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uDMX Interface Library

Project description

Programming the Anyma uDMX interface (and clones) Using Python and PyUSB

Copyright © 2016 by Dave Hocker (


The purpose of this repo is to share what I have learned about programming the Anyma uDMX interface using Python and PyUSB on the Raspberry Pi (RPi). Th Anyma uDMX interface is relatively inexpensive and there are a large number of clones available from sites like eBay. However, there seems to be a dearth of information available for programming this interface under Linux (Raspbian Jessie in this case).

Many thanks go out to Markus Baertschi and the work he did on the uDMX-linux utility (see His C++ based uDMX utility served as the basis for the majority of my learning exercise.


The work presented here is licensed under the GNU General Public License v3 as published by the Free Software Foundation, Inc.. See the LICENSE file for the full text of the license.

Source Code

The full source is maintained on GitHub.

Development Environment

Virtual Environment

This work was originally written in Python 2.7 but has been adapted for both Python 2 and Python 3. Version 1.1.0 works on Python 2. Version 2.0.0 and above works on Python 3.5+. A suitable development environment would use virtualenv and virtualenvwrapper to create a working virtual environment. The requirements.txt file can be used with pip to create the required virtual environment with all dependencies.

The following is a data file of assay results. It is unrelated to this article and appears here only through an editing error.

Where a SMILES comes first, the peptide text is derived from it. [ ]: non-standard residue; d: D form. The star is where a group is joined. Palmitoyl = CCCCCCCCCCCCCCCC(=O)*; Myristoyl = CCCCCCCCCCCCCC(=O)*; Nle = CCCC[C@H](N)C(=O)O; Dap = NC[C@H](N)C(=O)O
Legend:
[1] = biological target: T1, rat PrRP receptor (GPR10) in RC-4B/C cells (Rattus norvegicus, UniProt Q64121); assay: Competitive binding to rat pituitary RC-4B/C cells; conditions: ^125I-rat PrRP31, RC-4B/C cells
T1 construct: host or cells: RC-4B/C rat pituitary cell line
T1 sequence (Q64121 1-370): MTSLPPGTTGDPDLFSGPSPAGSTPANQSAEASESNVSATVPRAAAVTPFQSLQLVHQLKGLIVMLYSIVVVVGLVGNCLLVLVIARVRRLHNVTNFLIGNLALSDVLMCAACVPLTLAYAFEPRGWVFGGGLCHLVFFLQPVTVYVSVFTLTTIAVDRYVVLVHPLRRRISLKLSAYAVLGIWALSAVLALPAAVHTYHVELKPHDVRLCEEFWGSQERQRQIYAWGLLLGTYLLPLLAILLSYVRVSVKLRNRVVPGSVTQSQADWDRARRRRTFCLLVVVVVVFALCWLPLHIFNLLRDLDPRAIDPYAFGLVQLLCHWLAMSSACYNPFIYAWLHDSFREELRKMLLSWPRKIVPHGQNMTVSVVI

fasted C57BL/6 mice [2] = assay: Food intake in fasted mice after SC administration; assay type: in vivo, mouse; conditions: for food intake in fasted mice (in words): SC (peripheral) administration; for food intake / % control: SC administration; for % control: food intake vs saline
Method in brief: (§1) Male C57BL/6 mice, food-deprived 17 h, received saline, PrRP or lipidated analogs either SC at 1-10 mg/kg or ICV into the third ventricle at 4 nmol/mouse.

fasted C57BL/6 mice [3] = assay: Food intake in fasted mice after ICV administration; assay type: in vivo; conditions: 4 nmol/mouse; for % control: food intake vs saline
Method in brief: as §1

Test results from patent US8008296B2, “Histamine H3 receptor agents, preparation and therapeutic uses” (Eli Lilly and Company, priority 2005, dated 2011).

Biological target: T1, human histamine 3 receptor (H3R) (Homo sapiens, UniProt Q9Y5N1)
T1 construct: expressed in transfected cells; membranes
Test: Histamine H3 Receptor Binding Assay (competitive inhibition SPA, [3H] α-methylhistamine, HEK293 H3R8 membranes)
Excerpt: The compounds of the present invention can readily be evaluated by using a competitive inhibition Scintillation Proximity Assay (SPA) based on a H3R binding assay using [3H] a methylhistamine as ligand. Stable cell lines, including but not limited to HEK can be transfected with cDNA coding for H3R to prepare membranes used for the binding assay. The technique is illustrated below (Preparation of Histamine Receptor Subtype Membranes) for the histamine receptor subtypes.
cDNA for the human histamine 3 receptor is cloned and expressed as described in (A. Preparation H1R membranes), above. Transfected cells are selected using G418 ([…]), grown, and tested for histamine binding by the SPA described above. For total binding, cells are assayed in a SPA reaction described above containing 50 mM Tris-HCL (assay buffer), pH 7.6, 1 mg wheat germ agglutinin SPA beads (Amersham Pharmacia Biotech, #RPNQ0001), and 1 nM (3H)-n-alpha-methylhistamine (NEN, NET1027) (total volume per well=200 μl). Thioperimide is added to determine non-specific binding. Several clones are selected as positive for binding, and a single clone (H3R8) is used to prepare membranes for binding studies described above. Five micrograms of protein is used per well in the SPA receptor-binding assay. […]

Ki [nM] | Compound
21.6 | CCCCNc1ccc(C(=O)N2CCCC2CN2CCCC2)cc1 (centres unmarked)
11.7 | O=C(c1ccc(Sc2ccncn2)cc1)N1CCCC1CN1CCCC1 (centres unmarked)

Here are some references for setting up virtualenv and virtualenvwrapper.

A quick Internet search will reveal many articles on how to install and setup virtualenv/virtualenvwrapper on most any OS.


PyUSB requires one of the following: libusb 1.0, libusb 0.1 or OpenUSB. See 5. libusb 1.0 is part of the Raspbian Jessie image available from How to install libusb on Windows and macOS is covered below.

Operating Systems


The main purpose of this project was to learn about using the uDMX interface on an RPi. And, this is the primary environment where the author deploys the code.


However, enough of the work was done on OS X 10.11.3 to conclude that this code will work or can be made to work on both OSes. If you want to try it on OS X, use brew to install libusb (it will install libusb 1.0).


The code has also been tested on Windows 10. To get this to work, you must install a Windows version of libusb. There are likely a number of ways to get a libusb installed. However, the following libusb version has been successfully tested: libusb-win32 using this
installer. The key is to follow the instructions for the "Driver Install Creator Wizard". You need to create a driver for the uDMX interface.

Programs and Modules Program

This was my first learning tool. It does the following:

  • Locates the uDMX interface.
  • Prints some information about the interface.
  • Sends some basic commands to a Venue ThinPar64 demonstrating how to manipulate the light via DMX.

It also helped me resolve some issues with permissions on the RPi. To run this app:

python Program

This program functions pretty much like the C++ based uDMX utility from Markus Baertschi. To get help, try

./uDMX --help
python --help

For each invocation, this program does the following:

  • Loads the uDMX.conf file from /etc/uDMX.conf.
  • Activates the virtualenv defined in the conf file IF PyUSB is not found in the current environment.
  • Loads the .uDMXrc file defined in the conf file.
  • Locates the uDMX interface based on vendor ID and product ID.
  • Sends the DMX message defined by the command line arguments. uses the module. Module